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Will Roundup Ready wheat benefit you?

(July 9, 2002 -- CropChoice news)
by Andrea Geary
You might be one of the thousands of farmers who now use the herbicide Roundup to control weeds, or you might grow Roundup Ready canola. But what is the value of growing Roundup Ready wheat if its developer, Monsanto, is granted the government approval needed to put in on the market in Canada?
The question of whether or not to introduce Roundup Ready wheat, a genetically modified, herbicide-tolerant variety, into your fields requires careful deliberation. Agronomic management questions are as important as the market impact questions that have been widely discussed among farmers and others in the grain industry. For example, any problems with control of volunteer Roundup Ready wheat could affect our ability to guarantee wheat shipments free of any genetically modified varieties. Many customers for western Canadian wheat have said that they want to be assured that the wheat they buy is not co-mingled with genetically modified wheat.
The CWB believes that a thorough understanding of the agronomic issues related to Roundup Ready wheat is necessary in order to make wise decisions on future use of this genetically modified variety. CWB agronomist, Mike Grenier wrote a discussion paper entitled, ĎAgronomic Assessment of Roundup Ready Wheatí to provide farmers with more information. This paper brings together information and professional opinions about the agronomic benefits and risks associated with the potential introduction of Roundup Ready wheat, and identifies the main issues, information gaps and points of disagreement within this information. The paper's purpose is to disseminate information and encourage discussion.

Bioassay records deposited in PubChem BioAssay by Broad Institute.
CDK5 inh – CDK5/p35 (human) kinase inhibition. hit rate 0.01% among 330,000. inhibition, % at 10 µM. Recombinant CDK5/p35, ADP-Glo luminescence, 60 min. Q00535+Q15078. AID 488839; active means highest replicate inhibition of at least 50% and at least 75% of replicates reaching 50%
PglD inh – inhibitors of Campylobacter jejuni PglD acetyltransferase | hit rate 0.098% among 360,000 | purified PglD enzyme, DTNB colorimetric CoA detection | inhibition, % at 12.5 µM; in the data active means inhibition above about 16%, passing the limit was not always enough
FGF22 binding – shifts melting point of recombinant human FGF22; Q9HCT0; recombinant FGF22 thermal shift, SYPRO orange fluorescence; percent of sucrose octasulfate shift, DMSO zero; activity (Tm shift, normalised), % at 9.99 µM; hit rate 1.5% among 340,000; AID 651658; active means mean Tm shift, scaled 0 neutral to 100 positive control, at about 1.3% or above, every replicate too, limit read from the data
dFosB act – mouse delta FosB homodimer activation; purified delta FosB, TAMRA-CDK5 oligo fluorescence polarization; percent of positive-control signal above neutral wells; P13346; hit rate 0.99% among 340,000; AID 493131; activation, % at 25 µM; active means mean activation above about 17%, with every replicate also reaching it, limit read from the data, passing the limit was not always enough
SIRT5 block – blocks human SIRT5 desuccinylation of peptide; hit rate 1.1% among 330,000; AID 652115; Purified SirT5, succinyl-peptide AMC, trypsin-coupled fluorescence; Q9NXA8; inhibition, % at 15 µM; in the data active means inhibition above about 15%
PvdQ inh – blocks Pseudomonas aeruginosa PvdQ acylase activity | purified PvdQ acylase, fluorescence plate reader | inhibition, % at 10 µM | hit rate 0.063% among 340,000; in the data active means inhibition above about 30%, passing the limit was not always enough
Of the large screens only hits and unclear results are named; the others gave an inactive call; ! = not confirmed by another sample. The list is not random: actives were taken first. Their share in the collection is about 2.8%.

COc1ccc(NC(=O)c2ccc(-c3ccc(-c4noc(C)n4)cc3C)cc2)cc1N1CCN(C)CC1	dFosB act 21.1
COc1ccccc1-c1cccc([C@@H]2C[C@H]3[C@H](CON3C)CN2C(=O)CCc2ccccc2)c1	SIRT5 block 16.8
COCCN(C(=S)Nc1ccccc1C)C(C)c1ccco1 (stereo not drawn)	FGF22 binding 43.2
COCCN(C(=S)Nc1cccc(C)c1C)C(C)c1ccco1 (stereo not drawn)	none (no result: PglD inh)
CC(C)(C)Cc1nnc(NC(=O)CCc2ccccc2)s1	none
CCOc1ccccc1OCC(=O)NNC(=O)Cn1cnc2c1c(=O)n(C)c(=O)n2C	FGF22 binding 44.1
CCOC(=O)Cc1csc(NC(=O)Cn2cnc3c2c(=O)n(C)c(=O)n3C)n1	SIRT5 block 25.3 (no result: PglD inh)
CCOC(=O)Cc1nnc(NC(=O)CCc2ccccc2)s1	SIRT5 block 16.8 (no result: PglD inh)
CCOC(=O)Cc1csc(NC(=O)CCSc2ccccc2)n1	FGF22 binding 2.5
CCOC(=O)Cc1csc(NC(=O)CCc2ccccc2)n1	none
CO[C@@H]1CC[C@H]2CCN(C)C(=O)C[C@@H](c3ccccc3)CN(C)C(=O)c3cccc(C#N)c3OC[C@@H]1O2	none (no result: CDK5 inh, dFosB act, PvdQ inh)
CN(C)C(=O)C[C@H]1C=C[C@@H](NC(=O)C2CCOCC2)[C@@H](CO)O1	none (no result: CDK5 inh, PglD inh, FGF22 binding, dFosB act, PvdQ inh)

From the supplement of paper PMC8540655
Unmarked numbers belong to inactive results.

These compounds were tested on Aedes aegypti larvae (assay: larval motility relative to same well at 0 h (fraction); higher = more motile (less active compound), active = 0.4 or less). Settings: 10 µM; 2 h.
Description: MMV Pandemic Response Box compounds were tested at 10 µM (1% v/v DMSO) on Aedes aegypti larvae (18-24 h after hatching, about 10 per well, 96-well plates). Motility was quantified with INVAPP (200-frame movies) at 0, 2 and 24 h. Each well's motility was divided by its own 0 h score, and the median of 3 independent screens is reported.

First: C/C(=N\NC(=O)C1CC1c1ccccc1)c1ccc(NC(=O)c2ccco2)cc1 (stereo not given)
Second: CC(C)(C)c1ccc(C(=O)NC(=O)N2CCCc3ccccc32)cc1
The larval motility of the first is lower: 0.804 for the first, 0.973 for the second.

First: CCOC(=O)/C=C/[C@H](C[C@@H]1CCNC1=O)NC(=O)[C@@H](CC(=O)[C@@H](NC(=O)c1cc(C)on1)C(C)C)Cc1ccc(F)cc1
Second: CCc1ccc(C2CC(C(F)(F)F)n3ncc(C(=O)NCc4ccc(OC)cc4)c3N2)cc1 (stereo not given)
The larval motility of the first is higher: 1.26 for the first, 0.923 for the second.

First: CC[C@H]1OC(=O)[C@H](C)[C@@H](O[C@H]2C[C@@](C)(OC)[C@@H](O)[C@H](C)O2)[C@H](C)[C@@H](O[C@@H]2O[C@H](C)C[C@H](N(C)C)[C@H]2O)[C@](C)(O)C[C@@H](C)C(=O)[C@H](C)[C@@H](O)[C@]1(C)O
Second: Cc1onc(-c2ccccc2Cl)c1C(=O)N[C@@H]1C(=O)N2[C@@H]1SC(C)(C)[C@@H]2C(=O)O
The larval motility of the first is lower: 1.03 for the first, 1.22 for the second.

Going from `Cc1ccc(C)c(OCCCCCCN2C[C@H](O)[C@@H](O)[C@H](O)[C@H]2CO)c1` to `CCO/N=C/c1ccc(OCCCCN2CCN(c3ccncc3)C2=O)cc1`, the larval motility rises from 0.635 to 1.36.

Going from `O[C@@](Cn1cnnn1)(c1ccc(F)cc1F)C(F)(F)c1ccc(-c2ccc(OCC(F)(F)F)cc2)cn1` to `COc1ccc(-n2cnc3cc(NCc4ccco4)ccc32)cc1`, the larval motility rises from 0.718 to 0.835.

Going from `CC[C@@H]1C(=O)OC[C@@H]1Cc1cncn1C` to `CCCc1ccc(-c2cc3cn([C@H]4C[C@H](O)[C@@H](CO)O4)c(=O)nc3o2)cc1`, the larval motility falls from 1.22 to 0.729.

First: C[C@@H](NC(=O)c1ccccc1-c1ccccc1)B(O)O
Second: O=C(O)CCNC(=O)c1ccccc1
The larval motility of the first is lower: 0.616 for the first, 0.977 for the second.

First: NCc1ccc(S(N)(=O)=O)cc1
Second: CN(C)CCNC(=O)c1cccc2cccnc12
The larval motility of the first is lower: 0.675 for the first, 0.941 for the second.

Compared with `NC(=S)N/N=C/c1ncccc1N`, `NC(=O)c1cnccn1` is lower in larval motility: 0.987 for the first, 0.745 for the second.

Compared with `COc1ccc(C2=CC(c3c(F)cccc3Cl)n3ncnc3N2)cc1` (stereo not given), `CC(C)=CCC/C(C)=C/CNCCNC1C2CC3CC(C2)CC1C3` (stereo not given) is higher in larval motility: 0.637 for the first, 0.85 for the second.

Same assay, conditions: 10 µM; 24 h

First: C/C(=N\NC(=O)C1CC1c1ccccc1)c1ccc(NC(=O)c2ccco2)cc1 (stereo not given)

Grenierís paper identifies three main concerns about the potential impact of RRW. The first concern pertains to control of volunteer Roundup Ready wheat. The cost and availability of control options for managing herbicide tolerant wheat would result in increasing complexity and risk in managing crop rotations. Studies show that any potential returns that herbicide tolerant wheat offers farmers are highly sensitive to individual management practices and cropping systems. Including more than one Roundup Ready crop in rotation would require careful management of volunteers and could lead to increased herbicide costs, especially under conservation tillage systems.
The second concern involves gene spread. Field surveys demonstrate that volunteer wheat may persist in rotations for up to five years. Given the frequency of wheat in crop rotations, and the length of volunteer persistence, gene spread by contamination through mixing of seed or through pollen flow should be of primary concern for anyone who chooses not to adopt the technology. It appears that more research is required on the risk of gene spread if Roundup Ready wheat is granted environmental release and grown on commercial scale.
The final main concern relates to herbicide resistance. While Roundup Ready wheat offers a new control option for resistant weed management, there is worry that the in-crop use of Roundup will increase the selection pressure and risk of developing weed resistance to glyphosate. Conservation tillage systems are highly reliant on the use of glyphosate for pre-seed weed control, and any increase in herbicide costs due to glyphosate-resistant weeds could put conservation cropping systems at risk.
To read the complete discussion paper, please visit the CWBís Web site at http://www.cwb.ca or call 1-800-275-4292. Farmersí opinions are essential to a complete discussion of this issue, so please send in your comments.
To reach the CWB, please call our toll-free phone line at 1-800-275-4292. This column is written on a regular basis by CWB communications consultant Andrea Geary.